p.226alike prejudiced against poor-rates and workhouses, and hope soon to be relieved from both. But the fulfilment of these hopes is far from desirable; for whatever inconvenience may accompany the transition from the maintenance of the poor by private benevolence to their being provided for by the state, there is no doubt that the latter is decidedly to be preferred.
In this respect the Irish beggars and their patrons somewhat resemble the Irish tenants and their landlords. The latter complain that the increased wish for improvement, enlightenment, and independence, which pervades the country people, produced partly by the spirit of the age, and partly by the O'Connell agitation, has destroyed the old good understanding between them, and that the tenants sometimes choose to think for themselves, and even to vote against them, their natural lords and masters. The tenants, on the other hand, lament that they are no longer guided by those who once protected them, that they no longer enjoy the confidence and the regard of their landlords, but that they are now, more frequently than formerly, driven by them from house and home. This is melancholy, and reminds me of Courland, Livonia, and other countries, where the abolition of serfdom produced complaints exactly similar. Yet for the sake of the sacred cause of freedom we must rejoice over these temporary evils, since it is to be hoped that in the end they will be compensated by a glorious result.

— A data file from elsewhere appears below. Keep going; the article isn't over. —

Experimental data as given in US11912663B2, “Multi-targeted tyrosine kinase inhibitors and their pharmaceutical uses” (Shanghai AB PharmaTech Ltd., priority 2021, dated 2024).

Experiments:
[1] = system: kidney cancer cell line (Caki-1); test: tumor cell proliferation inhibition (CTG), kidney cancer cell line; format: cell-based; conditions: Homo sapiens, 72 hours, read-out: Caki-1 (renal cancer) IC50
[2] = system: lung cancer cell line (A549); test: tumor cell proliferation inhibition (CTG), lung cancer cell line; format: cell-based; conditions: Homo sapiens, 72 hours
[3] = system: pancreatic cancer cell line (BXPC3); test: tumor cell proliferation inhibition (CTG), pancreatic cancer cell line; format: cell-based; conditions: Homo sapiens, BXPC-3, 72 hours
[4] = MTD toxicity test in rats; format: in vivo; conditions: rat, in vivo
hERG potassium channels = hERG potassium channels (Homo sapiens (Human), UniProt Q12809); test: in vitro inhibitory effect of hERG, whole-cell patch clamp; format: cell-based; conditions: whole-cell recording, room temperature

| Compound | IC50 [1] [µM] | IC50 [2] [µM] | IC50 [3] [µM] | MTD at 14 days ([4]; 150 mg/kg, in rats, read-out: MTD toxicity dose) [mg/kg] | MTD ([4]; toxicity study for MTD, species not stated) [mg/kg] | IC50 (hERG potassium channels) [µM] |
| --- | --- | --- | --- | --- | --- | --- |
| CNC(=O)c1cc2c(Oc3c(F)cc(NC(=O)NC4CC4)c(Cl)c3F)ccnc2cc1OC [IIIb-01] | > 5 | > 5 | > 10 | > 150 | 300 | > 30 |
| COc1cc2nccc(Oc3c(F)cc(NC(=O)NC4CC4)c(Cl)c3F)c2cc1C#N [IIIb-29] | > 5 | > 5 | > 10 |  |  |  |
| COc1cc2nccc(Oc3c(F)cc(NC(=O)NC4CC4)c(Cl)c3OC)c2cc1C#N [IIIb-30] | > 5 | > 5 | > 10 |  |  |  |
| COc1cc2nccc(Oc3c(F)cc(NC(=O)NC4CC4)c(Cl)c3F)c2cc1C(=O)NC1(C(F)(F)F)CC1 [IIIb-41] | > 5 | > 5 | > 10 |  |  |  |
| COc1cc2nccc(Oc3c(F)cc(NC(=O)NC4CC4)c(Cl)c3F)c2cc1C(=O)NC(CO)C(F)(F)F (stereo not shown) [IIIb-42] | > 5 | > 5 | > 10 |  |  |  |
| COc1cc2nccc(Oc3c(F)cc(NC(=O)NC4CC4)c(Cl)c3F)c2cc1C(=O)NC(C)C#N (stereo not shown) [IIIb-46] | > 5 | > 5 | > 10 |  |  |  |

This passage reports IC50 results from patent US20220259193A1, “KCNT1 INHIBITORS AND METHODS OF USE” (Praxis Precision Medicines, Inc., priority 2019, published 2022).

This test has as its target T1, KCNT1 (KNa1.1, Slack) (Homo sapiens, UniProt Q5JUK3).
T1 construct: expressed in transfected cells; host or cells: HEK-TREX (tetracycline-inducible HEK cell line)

During the last Irish rebellion, Wexford was the scene of an unparalleled and revolting deed. At the bridge which leads to the town, across a narrow part of the bay, the rebels deprived of their lives a number of English and Protestant prisoners, by throwing them over it, and drowning them. Musgrave, in his Memoirs of the Irish Rebellion, (a work which is celebrated in Ireland, and now rather scarce,) says that most of the prisoners were piked before and behind at the same time, and flung into the water. When we recollect that these are facts which yet live in the memories of many, and that similar cruelties figure on every page of the history of Irelanda history so rich in civil wars,we cannot venture to put complete confidence in the present tranquil aspect of that country, and can entertain no very sanguine hopes that similar scenes will never again be repeated.